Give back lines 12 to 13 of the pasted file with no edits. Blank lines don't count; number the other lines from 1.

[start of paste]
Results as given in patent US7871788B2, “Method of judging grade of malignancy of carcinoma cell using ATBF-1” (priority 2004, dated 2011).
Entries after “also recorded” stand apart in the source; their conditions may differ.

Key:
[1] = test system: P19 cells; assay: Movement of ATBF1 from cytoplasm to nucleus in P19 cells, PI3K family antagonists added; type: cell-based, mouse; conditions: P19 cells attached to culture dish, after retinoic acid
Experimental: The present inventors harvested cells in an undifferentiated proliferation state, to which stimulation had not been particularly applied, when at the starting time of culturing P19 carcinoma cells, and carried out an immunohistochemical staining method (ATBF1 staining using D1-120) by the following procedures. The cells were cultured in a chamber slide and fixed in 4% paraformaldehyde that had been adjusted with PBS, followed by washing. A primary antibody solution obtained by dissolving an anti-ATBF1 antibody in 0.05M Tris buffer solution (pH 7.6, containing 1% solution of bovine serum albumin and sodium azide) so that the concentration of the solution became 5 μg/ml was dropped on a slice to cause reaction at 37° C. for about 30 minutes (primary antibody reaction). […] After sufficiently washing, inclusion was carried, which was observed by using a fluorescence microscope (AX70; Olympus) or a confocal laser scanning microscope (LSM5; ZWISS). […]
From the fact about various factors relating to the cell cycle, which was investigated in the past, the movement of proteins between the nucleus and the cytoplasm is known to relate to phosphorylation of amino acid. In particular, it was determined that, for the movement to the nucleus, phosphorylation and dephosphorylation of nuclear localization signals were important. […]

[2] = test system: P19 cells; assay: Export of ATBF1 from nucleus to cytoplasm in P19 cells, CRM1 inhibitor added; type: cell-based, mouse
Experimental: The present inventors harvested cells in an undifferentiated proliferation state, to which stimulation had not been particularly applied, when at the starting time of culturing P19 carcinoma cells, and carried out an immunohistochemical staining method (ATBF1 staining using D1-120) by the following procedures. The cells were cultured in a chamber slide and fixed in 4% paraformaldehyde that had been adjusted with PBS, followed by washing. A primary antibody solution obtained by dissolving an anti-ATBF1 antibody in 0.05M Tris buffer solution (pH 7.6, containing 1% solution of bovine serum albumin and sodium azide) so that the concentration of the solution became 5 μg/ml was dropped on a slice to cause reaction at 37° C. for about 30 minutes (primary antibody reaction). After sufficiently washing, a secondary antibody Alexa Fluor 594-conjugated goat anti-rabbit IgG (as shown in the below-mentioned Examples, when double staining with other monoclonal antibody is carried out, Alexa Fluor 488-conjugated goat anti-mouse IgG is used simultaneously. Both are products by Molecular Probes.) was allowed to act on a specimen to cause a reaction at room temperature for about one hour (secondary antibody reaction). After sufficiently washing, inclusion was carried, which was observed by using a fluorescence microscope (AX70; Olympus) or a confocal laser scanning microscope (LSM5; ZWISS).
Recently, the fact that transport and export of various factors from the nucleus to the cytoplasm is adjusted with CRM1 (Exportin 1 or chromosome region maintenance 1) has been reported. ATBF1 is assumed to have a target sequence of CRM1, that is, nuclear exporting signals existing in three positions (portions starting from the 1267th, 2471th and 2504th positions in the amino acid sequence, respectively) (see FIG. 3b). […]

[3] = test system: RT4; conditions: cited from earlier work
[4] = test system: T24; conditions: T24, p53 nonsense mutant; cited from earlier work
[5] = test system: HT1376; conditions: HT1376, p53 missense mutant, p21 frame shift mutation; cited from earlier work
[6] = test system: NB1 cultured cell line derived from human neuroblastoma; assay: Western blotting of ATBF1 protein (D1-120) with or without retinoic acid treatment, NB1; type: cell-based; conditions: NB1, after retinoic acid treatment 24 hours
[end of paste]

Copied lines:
[5] = test system: HT1376; conditions: HT1376, p53 missense mutant, p21 frame shift mutation; cited from earlier work
[6] = test system: NB1 cultured cell line derived from human neuroblastoma; assay: Western blotting of ATBF1 protein (D1-120) with or without retinoic acid treatment, NB1; type: cell-based; conditions: NB1, after retinoic acid treatment 24 hours